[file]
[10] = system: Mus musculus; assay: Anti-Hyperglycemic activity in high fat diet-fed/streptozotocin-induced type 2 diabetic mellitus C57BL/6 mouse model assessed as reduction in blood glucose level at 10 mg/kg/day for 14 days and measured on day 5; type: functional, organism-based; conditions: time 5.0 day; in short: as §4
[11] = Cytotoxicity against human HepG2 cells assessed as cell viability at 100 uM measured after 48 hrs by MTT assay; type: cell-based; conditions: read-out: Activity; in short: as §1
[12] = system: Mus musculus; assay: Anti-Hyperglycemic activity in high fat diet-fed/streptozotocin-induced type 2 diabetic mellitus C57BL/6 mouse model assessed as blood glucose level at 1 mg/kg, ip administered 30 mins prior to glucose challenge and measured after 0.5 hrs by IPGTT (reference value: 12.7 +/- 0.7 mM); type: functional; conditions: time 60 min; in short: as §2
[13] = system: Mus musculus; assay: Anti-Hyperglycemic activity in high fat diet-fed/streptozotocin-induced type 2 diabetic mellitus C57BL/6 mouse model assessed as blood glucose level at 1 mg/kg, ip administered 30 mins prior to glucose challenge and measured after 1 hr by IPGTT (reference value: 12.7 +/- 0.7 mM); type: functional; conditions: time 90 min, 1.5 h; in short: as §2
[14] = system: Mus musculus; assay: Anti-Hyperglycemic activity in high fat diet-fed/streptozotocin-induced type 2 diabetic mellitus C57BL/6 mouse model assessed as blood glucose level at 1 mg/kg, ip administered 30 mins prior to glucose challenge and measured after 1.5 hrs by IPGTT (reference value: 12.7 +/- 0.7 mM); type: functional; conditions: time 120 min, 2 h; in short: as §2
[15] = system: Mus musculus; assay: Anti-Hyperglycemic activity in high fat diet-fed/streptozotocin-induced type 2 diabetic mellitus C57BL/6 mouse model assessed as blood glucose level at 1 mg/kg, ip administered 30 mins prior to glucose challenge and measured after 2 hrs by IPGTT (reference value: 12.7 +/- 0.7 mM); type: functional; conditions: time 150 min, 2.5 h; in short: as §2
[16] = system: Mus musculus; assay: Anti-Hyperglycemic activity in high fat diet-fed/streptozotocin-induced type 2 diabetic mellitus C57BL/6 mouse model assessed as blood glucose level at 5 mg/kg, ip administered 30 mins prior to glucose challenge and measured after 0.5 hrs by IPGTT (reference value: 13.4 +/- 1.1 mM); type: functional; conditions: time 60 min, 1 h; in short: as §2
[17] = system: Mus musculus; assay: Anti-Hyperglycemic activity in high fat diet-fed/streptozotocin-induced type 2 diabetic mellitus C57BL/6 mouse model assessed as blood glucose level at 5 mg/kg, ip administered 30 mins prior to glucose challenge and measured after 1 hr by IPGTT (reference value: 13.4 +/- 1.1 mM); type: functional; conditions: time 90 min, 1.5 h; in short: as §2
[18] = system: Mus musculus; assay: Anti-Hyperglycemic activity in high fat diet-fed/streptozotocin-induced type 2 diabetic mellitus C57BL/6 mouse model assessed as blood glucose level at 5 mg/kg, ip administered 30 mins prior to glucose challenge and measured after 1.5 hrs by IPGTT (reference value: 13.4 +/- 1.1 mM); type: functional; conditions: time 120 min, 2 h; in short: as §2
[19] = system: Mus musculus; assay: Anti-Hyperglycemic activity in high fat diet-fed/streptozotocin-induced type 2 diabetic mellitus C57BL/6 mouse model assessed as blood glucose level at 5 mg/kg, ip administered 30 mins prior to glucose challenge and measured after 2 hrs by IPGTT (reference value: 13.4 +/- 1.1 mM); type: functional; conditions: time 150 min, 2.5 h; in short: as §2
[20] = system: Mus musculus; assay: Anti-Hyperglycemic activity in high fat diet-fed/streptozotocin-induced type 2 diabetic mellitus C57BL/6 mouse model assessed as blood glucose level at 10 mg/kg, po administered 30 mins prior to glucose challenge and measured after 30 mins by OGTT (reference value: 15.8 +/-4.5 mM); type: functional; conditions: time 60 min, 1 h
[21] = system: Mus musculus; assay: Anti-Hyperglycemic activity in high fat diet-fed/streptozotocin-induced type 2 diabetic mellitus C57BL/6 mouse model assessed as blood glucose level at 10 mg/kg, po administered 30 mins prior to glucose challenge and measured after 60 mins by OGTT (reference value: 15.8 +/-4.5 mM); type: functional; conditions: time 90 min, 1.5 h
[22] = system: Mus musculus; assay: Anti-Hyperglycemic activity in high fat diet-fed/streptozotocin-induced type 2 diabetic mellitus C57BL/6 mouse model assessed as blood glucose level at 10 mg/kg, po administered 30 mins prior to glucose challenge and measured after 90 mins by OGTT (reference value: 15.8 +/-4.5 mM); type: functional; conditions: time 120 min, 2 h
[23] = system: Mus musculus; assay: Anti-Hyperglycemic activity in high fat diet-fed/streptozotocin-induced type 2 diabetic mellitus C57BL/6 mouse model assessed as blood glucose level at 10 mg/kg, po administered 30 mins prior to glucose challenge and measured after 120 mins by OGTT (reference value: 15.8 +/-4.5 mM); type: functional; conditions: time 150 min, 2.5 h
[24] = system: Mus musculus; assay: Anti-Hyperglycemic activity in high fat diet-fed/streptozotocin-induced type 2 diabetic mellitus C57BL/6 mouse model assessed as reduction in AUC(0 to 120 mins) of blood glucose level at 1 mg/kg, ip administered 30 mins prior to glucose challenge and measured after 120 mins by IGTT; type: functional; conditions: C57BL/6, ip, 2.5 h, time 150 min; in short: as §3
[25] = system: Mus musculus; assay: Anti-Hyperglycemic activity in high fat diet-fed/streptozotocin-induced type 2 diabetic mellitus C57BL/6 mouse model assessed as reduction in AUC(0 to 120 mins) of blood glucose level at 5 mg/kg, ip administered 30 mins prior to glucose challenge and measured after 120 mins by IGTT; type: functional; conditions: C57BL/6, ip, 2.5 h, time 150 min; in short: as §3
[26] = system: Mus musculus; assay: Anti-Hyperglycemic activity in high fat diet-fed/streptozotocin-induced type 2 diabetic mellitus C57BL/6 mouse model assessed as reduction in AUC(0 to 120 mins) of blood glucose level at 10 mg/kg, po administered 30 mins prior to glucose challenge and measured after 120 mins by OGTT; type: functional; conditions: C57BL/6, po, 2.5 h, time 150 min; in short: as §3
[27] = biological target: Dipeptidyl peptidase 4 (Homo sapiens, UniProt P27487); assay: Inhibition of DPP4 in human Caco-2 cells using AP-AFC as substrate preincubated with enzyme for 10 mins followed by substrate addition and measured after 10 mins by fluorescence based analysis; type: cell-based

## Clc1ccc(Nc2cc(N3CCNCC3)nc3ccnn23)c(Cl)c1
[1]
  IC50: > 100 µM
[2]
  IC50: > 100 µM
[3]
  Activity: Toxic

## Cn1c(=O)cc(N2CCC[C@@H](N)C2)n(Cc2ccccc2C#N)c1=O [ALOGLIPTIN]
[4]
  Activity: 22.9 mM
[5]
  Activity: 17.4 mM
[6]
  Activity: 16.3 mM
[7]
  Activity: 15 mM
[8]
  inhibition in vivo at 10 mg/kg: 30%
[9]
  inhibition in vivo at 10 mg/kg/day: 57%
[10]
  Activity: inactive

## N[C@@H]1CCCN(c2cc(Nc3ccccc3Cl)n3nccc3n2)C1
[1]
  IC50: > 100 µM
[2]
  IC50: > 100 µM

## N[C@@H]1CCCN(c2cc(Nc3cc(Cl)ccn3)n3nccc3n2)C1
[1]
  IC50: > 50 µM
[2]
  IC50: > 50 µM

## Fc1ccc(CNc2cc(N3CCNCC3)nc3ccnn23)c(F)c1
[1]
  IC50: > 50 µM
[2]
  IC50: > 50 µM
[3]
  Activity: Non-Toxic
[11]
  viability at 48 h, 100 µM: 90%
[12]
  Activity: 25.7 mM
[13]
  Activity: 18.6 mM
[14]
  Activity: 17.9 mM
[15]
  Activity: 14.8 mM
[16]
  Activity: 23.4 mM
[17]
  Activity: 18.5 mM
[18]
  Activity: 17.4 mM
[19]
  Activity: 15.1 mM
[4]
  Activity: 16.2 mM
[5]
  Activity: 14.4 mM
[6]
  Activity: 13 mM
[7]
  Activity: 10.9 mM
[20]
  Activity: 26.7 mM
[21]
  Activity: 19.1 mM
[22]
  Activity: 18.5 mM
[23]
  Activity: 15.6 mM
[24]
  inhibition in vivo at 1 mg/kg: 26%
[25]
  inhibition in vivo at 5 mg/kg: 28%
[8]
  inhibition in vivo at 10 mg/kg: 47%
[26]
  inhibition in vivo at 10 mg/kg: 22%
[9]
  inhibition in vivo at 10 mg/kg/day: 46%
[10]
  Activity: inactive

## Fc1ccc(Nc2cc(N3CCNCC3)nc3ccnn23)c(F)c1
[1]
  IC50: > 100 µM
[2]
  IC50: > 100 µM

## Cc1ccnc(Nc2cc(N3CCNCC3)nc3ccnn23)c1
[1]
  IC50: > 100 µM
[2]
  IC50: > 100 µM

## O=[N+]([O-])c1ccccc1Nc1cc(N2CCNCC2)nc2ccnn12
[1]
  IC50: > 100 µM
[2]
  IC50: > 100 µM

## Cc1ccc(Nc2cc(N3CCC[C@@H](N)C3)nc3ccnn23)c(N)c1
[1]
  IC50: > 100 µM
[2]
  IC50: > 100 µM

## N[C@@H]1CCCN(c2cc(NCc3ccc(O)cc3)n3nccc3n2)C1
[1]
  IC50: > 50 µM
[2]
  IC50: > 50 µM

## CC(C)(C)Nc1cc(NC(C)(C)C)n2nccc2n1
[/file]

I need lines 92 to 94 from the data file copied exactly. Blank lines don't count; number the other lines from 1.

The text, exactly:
[24]
  inhibition in vivo at 1 mg/kg: 26%
[25]